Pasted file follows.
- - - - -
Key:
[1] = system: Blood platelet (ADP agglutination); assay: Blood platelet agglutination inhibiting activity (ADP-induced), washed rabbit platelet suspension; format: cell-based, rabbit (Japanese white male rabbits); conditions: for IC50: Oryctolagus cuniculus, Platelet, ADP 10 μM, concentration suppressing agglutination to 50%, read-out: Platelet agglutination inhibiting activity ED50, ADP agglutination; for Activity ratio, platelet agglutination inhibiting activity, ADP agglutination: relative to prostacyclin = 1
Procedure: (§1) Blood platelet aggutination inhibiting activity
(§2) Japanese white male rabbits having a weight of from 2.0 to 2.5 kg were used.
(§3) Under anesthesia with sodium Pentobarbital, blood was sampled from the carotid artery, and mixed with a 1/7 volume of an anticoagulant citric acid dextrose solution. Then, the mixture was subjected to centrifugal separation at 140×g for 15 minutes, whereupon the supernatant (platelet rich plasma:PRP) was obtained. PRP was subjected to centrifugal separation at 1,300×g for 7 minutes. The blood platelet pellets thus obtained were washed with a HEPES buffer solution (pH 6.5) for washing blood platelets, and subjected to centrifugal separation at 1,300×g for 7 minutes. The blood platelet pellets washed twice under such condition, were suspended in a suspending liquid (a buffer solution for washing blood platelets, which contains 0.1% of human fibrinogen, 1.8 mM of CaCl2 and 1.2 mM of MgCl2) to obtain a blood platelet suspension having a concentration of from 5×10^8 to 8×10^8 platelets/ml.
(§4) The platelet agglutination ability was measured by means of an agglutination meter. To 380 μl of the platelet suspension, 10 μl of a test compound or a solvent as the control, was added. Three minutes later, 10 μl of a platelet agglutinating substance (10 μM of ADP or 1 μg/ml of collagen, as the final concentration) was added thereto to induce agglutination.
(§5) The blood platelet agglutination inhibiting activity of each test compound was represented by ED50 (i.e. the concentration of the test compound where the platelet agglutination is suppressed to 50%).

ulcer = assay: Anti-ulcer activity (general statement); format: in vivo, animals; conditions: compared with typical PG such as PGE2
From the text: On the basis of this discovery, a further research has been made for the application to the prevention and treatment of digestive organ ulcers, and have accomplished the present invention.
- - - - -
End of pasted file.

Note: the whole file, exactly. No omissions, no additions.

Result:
Key:
[1] = system: Blood platelet (ADP agglutination); assay: Blood platelet agglutination inhibiting activity (ADP-induced), washed rabbit platelet suspension; format: cell-based, rabbit (Japanese white male rabbits); conditions: for IC50: Oryctolagus cuniculus, Platelet, ADP 10 μM, concentration suppressing agglutination to 50%, read-out: Platelet agglutination inhibiting activity ED50, ADP agglutination; for Activity ratio, platelet agglutination inhibiting activity, ADP agglutination: relative to prostacyclin = 1
Procedure: (§1) Blood platelet aggutination inhibiting activity
(§2) Japanese white male rabbits having a weight of from 2.0 to 2.5 kg were used.
(§3) Under anesthesia with sodium Pentobarbital, blood was sampled from the carotid artery, and mixed with a 1/7 volume of an anticoagulant citric acid dextrose solution. Then, the mixture was subjected to centrifugal separation at 140×g for 15 minutes, whereupon the supernatant (platelet rich plasma:PRP) was obtained. PRP was subjected to centrifugal separation at 1,300×g for 7 minutes. The blood platelet pellets thus obtained were washed with a HEPES buffer solution (pH 6.5) for washing blood platelets, and subjected to centrifugal separation at 1,300×g for 7 minutes. The blood platelet pellets washed twice under such condition, were suspended in a suspending liquid (a buffer solution for washing blood platelets, which contains 0.1% of human fibrinogen, 1.8 mM of CaCl2 and 1.2 mM of MgCl2) to obtain a blood platelet suspension having a concentration of from 5×10^8 to 8×10^8 platelets/ml.
(§4) The platelet agglutination ability was measured by means of an agglutination meter. To 380 μl of the platelet suspension, 10 μl of a test compound or a solvent as the control, was added. Three minutes later, 10 μl of a platelet agglutinating substance (10 μM of ADP or 1 μg/ml of collagen, as the final concentration) was added thereto to induce agglutination.
(§5) The blood platelet agglutination inhibiting activity of each test compound was represented by ED50 (i.e. the concentration of the test compound where the platelet agglutination is suppressed to 50%).

ulcer = assay: Anti-ulcer activity (general statement); format: in vivo, animals; conditions: compared with typical PG such as PGE2
From the text: On the basis of this discovery, a further research has been made for the application to the prevention and treatment of digestive organ ulcers, and have accomplished the present invention.